Will played on the tiled living room floor and ran through the kitchen, terrorizing the maid and the two sisters with a plastic shield and sword, a roundtable knight from the book about Arthur and Guinevere. Another book about Greek mythology had pictures of the Medusa with her snaky hair. But the backyard and the swaying sea of dried elephant grass beyond the fence, the ominous and mysterious tower like the ramparts of some castle, formed some pole star of fatal attraction. He had a plastic yellow car, which you could pedal. He liked to position it at the top of the hill and careen down it, pedals screaming, bouncing off the rocks and rutted earth towards the region of myth.
Mother and a female friend stood at some distance.
"Watch me," he yelled, and flew down the hill, landing at the bottom in one piece, dragging the car back from the edge of the fence.
"Bravo," her friend said and clapped. Mother turned with a vague sort of pride, and they walked back to the house across the paving stones.
Will played by himself, exploring the territory around the house. The street was forbidden and the fence was too high to scale. The ants, however, could get around any of these restrictions with their small size and formidable will. He admired them. You could attract one with a fingertip, have it climb on, carry it a distance away and set it down on a blade of grass and it would resolutely set off down the blade of grass and back in the direction of its original destination. They seemed to be attending to important matters, and the hole they disappeared down sucked him down along with them. Will forgot himself. Hours later, in the rapidly descending tropical twilight, the maid's voice called him home. Without pleasure he complied, returning to his childhood and assuming the role of the son in that strange, lonely house, bustling with activity, but gutted, caving in on itself out of some unknown physical force in its routines and orbits.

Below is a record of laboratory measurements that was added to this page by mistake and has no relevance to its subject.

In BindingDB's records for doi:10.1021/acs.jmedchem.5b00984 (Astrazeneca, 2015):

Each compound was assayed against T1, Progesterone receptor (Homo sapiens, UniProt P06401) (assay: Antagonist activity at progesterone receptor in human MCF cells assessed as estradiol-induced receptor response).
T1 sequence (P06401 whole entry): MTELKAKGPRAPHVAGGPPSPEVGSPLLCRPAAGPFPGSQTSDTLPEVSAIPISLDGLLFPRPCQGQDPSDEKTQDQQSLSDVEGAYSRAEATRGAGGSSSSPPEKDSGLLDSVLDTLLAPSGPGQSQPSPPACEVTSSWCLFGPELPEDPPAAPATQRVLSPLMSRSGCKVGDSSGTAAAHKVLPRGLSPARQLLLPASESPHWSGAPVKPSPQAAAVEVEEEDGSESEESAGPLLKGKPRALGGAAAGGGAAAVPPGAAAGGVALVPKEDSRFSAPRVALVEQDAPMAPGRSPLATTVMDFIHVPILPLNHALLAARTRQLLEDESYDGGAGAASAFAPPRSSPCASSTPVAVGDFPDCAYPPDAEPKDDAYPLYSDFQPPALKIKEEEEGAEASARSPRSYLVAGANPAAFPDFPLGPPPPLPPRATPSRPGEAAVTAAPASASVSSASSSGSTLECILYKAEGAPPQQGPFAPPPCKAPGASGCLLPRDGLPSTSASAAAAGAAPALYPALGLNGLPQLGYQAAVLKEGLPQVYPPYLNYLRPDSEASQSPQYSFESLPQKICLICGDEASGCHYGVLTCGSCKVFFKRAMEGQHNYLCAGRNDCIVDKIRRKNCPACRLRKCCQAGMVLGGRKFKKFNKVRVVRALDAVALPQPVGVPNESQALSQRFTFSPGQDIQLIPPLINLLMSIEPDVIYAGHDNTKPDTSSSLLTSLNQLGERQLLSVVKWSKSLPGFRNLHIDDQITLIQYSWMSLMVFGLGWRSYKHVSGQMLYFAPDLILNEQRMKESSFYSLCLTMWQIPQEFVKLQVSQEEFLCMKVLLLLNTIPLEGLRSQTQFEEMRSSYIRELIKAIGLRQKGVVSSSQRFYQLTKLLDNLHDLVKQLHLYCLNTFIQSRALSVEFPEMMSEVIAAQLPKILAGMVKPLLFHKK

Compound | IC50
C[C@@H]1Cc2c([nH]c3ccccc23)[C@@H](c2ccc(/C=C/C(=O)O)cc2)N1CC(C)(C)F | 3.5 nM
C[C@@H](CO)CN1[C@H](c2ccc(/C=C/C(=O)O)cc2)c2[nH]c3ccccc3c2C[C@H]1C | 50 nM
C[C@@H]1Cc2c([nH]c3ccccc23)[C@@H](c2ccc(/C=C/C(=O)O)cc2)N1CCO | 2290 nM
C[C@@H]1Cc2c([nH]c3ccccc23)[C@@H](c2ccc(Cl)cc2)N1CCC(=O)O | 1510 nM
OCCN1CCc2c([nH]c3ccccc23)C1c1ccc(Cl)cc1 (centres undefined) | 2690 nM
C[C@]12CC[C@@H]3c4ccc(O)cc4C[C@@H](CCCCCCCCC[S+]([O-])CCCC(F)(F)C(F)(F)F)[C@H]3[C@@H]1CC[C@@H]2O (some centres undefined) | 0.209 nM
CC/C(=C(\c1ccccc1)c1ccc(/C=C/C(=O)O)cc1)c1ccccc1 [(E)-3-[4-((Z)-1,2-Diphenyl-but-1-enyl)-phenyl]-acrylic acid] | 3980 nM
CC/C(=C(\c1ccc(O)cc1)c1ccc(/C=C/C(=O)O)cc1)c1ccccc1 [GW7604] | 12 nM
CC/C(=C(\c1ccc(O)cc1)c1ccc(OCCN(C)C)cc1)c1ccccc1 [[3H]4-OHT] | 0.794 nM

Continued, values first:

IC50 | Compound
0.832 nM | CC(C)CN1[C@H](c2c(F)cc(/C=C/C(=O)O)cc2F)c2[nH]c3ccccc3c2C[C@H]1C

(photo by Joe Jusko deviantart.com)